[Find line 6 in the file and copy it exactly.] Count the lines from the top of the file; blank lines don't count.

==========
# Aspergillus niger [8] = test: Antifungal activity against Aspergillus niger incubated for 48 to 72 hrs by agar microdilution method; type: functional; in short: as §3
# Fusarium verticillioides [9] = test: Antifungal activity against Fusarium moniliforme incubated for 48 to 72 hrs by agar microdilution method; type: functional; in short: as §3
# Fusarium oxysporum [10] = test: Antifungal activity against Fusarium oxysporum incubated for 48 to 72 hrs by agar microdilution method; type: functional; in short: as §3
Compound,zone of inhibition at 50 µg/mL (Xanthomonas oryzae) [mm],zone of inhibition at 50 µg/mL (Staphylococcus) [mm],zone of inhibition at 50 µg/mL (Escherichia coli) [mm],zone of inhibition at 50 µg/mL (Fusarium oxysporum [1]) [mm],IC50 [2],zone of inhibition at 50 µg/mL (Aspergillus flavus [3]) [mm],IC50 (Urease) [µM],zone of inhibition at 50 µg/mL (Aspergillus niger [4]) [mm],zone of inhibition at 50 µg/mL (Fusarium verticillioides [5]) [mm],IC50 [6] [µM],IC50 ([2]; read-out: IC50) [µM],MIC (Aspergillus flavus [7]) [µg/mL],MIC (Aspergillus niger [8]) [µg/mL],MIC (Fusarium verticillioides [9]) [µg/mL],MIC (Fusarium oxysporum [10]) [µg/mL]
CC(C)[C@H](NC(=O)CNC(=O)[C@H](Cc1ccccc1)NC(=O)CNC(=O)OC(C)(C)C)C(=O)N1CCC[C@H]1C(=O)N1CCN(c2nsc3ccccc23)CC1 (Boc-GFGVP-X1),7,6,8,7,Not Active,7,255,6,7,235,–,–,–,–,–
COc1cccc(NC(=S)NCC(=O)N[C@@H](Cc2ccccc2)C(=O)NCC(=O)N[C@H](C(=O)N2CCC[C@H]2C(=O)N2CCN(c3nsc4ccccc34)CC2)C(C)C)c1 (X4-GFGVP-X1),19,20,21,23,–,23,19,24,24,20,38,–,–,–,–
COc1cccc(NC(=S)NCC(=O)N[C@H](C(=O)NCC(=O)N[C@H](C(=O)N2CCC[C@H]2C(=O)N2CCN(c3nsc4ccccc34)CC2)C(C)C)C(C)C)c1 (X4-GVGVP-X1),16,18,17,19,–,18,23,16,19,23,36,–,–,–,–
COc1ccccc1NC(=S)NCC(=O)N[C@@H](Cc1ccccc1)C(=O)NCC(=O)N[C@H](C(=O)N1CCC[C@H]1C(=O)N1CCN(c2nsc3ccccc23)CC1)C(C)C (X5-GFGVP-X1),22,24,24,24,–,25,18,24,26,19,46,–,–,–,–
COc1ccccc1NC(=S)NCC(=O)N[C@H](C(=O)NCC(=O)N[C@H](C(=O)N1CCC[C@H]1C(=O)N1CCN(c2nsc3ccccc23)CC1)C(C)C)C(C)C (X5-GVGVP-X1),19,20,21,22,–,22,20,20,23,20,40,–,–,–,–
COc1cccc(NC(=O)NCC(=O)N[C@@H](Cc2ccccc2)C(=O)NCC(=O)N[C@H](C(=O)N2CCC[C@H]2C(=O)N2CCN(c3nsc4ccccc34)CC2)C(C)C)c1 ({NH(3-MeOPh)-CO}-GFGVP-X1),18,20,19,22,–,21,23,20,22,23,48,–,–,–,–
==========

COc1cccc(NC(=S)NCC(=O)N[C@@H](Cc2ccccc2)C(=O)NCC(=O)N[C@H](C(=O)N2CCC[C@H]2C(=O)N2CCN(c3nsc4ccccc34)CC2)C(C)C)c1 (X4-GFGVP-X1),19,20,21,23,–,23,19,24,24,20,38,–,–,–,–